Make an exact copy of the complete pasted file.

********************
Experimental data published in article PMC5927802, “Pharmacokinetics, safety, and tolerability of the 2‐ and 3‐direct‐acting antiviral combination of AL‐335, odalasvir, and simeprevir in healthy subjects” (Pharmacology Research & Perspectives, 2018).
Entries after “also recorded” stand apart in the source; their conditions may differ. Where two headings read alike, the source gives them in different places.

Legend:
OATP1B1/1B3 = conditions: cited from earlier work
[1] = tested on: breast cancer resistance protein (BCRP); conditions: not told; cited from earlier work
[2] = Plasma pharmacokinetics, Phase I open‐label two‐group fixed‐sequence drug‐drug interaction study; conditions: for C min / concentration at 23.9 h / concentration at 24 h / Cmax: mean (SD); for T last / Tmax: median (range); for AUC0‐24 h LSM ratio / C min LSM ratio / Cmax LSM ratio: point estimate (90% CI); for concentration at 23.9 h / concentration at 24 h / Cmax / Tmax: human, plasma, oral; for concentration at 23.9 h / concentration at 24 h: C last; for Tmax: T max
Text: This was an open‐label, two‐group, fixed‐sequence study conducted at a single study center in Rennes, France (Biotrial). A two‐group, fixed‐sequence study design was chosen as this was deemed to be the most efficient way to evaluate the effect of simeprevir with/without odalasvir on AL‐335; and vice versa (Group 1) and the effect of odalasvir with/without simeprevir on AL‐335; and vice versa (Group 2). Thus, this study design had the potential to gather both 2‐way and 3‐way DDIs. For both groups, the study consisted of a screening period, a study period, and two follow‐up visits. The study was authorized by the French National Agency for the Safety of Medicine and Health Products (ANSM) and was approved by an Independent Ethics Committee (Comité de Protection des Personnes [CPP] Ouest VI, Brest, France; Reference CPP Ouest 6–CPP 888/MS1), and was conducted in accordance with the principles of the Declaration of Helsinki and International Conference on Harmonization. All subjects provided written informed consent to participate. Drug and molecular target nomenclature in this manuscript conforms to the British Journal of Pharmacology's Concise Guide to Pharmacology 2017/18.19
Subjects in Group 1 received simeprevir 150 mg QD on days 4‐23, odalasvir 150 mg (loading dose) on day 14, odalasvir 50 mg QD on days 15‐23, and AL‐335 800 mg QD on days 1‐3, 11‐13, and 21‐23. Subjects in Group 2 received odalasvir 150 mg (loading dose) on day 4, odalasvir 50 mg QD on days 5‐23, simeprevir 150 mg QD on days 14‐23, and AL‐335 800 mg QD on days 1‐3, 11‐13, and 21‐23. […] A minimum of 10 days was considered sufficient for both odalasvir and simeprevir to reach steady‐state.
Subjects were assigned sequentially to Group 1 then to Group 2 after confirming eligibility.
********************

Experimental data published in article PMC5927802, “Pharmacokinetics, safety, and tolerability of the 2‐ and 3‐direct‐acting antiviral combination of AL‐335, odalasvir, and simeprevir in healthy subjects” (Pharmacology Research & Perspectives, 2018).
Entries after “also recorded” stand apart in the source; their conditions may differ. Where two headings read alike, the source gives them in different places.

Legend:
OATP1B1/1B3 = conditions: cited from earlier work
[1] = tested on: breast cancer resistance protein (BCRP); conditions: not told; cited from earlier work
[2] = Plasma pharmacokinetics, Phase I open‐label two‐group fixed‐sequence drug‐drug interaction study; conditions: for C min / concentration at 23.9 h / concentration at 24 h / Cmax: mean (SD); for T last / Tmax: median (range); for AUC0‐24 h LSM ratio / C min LSM ratio / Cmax LSM ratio: point estimate (90% CI); for concentration at 23.9 h / concentration at 24 h / Cmax / Tmax: human, plasma, oral; for concentration at 23.9 h / concentration at 24 h: C last; for Tmax: T max
Text: This was an open‐label, two‐group, fixed‐sequence study conducted at a single study center in Rennes, France (Biotrial). A two‐group, fixed‐sequence study design was chosen as this was deemed to be the most efficient way to evaluate the effect of simeprevir with/without odalasvir on AL‐335; and vice versa (Group 1) and the effect of odalasvir with/without simeprevir on AL‐335; and vice versa (Group 2). Thus, this study design had the potential to gather both 2‐way and 3‐way DDIs. For both groups, the study consisted of a screening period, a study period, and two follow‐up visits. The study was authorized by the French National Agency for the Safety of Medicine and Health Products (ANSM) and was approved by an Independent Ethics Committee (Comité de Protection des Personnes [CPP] Ouest VI, Brest, France; Reference CPP Ouest 6–CPP 888/MS1), and was conducted in accordance with the principles of the Declaration of Helsinki and International Conference on Harmonization. All subjects provided written informed consent to participate. Drug and molecular target nomenclature in this manuscript conforms to the British Journal of Pharmacology's Concise Guide to Pharmacology 2017/18.19
Subjects in Group 1 received simeprevir 150 mg QD on days 4‐23, odalasvir 150 mg (loading dose) on day 14, odalasvir 50 mg QD on days 15‐23, and AL‐335 800 mg QD on days 1‐3, 11‐13, and 21‐23. Subjects in Group 2 received odalasvir 150 mg (loading dose) on day 4, odalasvir 50 mg QD on days 5‐23, simeprevir 150 mg QD on days 14‐23, and AL‐335 800 mg QD on days 1‐3, 11‐13, and 21‐23. […] A minimum of 10 days was considered sufficient for both odalasvir and simeprevir to reach steady‐state.
Subjects were assigned sequentially to Group 1 then to Group 2 after confirming eligibility.